The groom’s mother, Princess Margriet, topped her two toned pink suit with a magenta straw hat with a wide, upfolded brim. The hat appeared to have a double crown, thanks to a tall wrap of straw around the rounded crown, and the piece was trimmed with pink and red feathers on the side.
Anita’s mother, J.C.M. van Eijk-Steens, topped her ice blue suit with a straw hat in the same hue. This piece had a double brim made of translucent straw and was trimmed with straw rosettes, training bow tails, and pale blue feathers. While there is much going on with the hat, it was well balanced with her more streamlined suit.
Princess Marilène topped her gunmetal grey and aubergine ensemble with a navy straw hat. Trimmed with a large purple flower on the side (see it here), the simple straw piece swept off her face in a gently upfolded brim. It’s a fairly nondescript hat that seemed slightly at odds with the rest of her more fashion-forward outfit.
Princess Annette repeated the same cream straw hat she wore two days earlier to the civil wedding, replacing the black ribbon around the crown with a slim one in palest blue. I suppose it’s hardly a surprising move for a princess who has very few public engagements (and ever fewer which require a hat) to recycle a neutral piece in this kind of way.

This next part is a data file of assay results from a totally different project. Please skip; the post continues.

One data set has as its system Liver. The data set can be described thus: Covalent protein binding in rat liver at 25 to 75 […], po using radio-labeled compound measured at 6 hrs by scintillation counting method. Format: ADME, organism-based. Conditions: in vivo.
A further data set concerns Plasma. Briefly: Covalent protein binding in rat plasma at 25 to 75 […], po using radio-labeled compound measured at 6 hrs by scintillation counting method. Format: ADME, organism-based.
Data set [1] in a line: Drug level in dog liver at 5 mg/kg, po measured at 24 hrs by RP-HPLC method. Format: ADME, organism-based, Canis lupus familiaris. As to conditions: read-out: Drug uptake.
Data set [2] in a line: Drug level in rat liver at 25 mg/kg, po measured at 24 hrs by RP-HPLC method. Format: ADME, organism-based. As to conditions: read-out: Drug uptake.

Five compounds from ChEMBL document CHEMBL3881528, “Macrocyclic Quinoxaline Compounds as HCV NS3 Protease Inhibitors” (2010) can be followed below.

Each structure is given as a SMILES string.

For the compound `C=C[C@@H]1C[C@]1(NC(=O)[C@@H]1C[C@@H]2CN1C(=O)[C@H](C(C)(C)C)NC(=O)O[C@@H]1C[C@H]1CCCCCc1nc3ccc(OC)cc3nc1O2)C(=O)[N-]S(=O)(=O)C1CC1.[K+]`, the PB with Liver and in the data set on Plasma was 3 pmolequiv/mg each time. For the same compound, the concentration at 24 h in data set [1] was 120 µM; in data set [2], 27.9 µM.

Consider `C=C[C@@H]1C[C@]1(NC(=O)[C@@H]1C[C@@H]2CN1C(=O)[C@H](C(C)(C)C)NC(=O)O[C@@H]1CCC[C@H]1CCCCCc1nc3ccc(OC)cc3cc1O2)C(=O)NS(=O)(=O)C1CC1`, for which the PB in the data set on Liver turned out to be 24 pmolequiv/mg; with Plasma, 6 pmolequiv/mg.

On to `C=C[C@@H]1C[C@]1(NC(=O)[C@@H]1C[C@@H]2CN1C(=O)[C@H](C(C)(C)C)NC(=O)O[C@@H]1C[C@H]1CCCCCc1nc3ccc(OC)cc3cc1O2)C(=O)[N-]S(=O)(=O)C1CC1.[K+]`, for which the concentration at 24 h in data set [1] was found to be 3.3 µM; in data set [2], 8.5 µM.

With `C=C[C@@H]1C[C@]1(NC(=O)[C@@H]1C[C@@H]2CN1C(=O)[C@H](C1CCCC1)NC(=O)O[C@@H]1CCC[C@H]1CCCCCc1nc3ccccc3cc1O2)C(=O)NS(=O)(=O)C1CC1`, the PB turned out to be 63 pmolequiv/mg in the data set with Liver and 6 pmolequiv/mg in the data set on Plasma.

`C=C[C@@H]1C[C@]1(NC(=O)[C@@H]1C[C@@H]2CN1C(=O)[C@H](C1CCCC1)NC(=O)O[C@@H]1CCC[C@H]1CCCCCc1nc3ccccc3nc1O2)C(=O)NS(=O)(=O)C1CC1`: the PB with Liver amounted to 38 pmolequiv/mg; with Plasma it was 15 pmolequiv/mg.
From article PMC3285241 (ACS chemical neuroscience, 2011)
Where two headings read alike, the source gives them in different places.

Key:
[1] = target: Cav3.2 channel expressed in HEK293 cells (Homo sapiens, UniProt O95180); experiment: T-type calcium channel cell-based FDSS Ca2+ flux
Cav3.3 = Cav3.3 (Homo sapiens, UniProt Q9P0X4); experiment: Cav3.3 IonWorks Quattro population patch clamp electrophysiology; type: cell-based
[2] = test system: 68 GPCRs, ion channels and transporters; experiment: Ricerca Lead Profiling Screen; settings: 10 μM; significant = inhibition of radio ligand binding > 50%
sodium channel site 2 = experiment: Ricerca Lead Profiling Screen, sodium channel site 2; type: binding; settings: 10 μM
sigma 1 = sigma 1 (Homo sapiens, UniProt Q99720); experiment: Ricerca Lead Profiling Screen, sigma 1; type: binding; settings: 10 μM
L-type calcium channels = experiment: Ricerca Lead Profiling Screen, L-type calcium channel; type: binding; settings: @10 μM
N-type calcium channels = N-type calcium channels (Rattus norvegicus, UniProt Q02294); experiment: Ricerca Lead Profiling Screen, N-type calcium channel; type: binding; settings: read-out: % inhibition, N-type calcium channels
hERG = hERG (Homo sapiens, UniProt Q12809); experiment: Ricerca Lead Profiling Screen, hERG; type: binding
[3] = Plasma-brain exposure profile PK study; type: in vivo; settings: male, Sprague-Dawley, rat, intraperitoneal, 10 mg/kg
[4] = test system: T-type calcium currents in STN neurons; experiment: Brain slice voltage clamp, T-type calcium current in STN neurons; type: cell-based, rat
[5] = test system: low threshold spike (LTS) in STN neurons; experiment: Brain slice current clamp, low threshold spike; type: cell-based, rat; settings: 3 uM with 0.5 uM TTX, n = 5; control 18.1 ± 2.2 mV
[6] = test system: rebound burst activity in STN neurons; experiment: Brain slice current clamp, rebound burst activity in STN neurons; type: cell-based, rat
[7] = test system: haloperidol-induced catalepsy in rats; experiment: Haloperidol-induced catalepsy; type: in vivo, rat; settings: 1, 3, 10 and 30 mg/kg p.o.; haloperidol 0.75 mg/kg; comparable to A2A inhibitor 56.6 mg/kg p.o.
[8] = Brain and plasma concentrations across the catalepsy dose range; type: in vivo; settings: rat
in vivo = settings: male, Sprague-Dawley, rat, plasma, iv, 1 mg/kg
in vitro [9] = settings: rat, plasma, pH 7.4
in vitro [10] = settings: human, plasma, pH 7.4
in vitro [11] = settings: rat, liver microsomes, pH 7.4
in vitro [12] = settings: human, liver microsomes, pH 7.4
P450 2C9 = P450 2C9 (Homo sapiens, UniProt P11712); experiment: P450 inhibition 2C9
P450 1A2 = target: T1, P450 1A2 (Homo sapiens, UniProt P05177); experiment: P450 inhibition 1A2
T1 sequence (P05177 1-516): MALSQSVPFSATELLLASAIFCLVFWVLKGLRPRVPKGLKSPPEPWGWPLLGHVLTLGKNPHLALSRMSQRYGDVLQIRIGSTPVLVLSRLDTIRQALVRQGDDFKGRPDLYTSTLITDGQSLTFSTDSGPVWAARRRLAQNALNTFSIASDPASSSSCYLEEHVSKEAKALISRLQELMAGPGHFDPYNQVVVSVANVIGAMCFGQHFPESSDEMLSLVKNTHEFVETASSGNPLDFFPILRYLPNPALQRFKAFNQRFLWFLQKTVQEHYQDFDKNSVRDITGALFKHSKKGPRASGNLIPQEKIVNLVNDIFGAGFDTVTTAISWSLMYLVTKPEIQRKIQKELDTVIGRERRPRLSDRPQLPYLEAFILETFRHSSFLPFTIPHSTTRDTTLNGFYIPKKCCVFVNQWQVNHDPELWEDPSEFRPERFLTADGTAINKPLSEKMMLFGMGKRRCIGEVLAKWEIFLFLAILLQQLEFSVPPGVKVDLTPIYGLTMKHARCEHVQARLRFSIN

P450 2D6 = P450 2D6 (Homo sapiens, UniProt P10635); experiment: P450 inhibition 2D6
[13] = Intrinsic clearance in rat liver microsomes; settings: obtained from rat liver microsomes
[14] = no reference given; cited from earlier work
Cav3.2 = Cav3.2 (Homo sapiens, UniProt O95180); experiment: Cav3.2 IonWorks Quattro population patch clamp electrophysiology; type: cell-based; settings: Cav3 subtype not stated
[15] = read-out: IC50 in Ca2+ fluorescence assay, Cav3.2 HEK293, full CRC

Aimée Söhngen, who would marry the Princess Margriet’s youngest son two months later, wore a bright pink short Fez style hat wrapped in a large veil of dotted pink net. Clearly designed to coordinate with her pink dotted jacket and shoes, the hat seemed off balance and oddly squashed around the middle. Unfortunately, the piece was left looking like a 1960s lampshade.
Queen Beatrix (as she was then) topped her grey dress with a coordinating straw hat. The flat brimmed piece featured a wide straw wrap around the flat crown; from the front, the hat was streamlined and restrained. In contrast, the back of the brim raised slightly to reveal a mass of pink and silver blooms that nestled into the Queen’s hair. I adore this surprise around the back of the hat; the hidden blooms are reminiscent of the hat Beatrix wore to Princess Amalia’s christening which makes me guess that this piece is another design by Emmy Hill.